In 1980, an assistant U.S. attorney in Washington signed off on a response brief in a workers' compensation case pending in U.S. District Court for the District of Columbia.
That assistant U.S. attorney, U.S. District Chief Judge Royce Lamberth, took over the case docket in December following the retirement of U.S. District Judge Henry Kennedy Jr. Lamberth didn't remember being involved in the matter 30-plus years ago, but may have to vacate decisions he made over the past few months because of it.
In an order (PDF) filed yesterday, Lamberth responded to a motion (PDF) filed by the plaintiff, Earl Davis, asking that Lamberth be disqualified from the case. Lamberth wrote that he "had no recollection of having any involvement with this case over 32 years ago," but said Davis was right to ask for his disqualification.
Lamberth wrote that because case files are only available electronically going back to 1999, he didn’t receive the full docket from the clerk’s archives until after he had already issued a ruling in February that resolved several remaining disputes and terminated the case. The case was filed in 1979.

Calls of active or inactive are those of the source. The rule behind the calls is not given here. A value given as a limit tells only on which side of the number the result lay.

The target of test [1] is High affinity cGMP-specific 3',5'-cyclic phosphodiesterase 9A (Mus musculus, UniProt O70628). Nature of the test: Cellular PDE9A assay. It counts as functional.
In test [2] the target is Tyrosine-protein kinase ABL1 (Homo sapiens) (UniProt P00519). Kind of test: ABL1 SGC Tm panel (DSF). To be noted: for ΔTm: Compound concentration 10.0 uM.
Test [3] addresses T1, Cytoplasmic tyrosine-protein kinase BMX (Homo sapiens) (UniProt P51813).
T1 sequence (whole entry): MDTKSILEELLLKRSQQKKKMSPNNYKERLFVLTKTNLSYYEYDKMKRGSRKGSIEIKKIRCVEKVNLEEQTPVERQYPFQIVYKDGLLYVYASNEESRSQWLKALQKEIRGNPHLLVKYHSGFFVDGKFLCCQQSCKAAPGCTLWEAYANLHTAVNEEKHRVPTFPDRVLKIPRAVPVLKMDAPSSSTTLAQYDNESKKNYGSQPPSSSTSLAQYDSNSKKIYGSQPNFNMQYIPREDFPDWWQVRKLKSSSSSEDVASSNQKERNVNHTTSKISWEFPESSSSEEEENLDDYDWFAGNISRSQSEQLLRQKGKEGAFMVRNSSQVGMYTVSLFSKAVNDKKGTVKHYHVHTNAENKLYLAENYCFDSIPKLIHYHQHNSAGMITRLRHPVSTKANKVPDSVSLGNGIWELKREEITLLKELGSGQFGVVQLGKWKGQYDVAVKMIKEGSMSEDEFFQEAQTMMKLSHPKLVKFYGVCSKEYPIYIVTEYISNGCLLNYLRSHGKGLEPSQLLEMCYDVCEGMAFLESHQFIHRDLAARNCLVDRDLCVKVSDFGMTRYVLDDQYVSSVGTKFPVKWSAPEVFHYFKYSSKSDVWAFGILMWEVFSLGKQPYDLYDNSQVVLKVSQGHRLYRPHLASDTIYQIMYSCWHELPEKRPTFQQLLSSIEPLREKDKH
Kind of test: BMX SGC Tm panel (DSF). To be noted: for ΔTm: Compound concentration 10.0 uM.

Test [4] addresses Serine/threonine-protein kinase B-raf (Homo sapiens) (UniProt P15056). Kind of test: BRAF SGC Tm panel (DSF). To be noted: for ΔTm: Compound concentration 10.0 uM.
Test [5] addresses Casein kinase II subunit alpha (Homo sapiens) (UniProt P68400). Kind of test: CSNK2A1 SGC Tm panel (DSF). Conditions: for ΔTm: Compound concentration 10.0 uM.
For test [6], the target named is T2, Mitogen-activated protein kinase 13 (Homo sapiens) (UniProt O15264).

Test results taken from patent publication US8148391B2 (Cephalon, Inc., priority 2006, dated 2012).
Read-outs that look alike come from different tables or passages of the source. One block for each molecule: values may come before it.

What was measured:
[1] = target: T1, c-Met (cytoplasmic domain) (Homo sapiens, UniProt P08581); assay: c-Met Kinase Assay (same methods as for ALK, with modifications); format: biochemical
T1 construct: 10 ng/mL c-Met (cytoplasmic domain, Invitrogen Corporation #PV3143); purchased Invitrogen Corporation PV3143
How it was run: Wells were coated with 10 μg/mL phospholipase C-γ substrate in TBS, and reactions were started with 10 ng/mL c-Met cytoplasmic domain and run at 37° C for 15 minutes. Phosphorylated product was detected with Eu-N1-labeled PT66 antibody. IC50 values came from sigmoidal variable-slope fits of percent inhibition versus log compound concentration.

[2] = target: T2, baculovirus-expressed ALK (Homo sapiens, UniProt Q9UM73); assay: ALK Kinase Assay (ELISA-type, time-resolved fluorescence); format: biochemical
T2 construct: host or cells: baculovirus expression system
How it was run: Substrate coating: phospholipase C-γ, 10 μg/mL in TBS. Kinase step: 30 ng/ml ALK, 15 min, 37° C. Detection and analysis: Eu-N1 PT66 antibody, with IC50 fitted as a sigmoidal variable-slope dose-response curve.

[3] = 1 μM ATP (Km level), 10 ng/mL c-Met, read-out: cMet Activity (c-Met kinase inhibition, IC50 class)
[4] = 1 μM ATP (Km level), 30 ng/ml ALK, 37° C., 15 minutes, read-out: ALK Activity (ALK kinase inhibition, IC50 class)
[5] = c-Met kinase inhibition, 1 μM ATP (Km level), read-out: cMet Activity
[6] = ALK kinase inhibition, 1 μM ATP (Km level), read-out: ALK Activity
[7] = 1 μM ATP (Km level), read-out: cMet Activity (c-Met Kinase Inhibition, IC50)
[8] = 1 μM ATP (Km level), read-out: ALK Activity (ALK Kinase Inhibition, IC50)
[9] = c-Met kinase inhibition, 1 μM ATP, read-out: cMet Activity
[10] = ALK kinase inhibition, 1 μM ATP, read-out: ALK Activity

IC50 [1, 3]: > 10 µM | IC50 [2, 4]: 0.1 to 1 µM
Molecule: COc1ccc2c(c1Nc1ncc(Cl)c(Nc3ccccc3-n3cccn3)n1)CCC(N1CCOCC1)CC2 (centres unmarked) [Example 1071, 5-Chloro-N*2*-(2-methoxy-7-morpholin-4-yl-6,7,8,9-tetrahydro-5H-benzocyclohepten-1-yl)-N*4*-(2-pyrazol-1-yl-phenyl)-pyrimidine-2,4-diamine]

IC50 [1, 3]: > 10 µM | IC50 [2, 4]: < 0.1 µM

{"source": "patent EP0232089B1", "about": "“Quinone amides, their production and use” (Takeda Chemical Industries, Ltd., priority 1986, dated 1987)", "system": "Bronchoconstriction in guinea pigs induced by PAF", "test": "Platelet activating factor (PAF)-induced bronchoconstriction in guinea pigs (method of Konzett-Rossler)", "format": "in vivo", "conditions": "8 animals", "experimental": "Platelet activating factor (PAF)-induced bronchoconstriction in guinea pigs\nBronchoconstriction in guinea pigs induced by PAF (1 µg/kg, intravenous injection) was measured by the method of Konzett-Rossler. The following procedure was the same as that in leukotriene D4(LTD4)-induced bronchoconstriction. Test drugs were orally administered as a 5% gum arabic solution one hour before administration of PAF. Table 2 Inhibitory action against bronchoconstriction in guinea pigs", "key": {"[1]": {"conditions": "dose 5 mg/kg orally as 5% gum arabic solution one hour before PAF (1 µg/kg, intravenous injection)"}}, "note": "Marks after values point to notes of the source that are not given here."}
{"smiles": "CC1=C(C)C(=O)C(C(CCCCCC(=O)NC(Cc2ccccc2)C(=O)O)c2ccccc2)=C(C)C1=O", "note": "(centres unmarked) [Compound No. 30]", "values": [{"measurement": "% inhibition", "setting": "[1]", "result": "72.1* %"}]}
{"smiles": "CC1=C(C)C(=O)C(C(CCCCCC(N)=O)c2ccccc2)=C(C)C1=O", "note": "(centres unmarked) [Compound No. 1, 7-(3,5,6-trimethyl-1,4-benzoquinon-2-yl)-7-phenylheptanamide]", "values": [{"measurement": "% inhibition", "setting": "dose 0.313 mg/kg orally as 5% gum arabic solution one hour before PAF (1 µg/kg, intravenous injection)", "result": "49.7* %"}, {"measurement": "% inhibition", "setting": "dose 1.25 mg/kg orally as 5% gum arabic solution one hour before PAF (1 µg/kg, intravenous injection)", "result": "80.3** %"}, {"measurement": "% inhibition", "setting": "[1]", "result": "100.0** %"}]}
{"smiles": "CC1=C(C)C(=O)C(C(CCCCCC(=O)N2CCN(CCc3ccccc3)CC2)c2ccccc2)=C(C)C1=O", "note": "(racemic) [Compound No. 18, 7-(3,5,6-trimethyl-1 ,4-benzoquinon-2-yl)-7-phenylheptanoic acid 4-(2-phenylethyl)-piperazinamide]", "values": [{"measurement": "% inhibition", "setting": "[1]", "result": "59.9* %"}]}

The February decision is on appeal to the U.S. Court of Appeals for the D.C. Circuit, which means Lamberth no longer has jurisdiction over the case and can’t rule on the latest motion to disqualify. If the case is remanded back from the D.C. Circuit, though, Lamberth said he would disqualify himself and reassign the case, meaning his previous orders and opinions would be vacated.
Davis, in a phone interview today, said he didn’t remember Lamberth’s role in the case either until he was going over files from the early days of the case and saw Lamberth’s name. The U.S. attorney’s office had been involved because Davis sued the U.S. Department of Labor, in addition to his private employer. At issue now is a series of disputes between Davis and his insurance company over requests for reimbursement.
Davis added that he thought Lamberth should have considered a possible conflict when he took over the case, given the year it was filed, but said he thought Lamberth’s position on the issue was “reasonable.”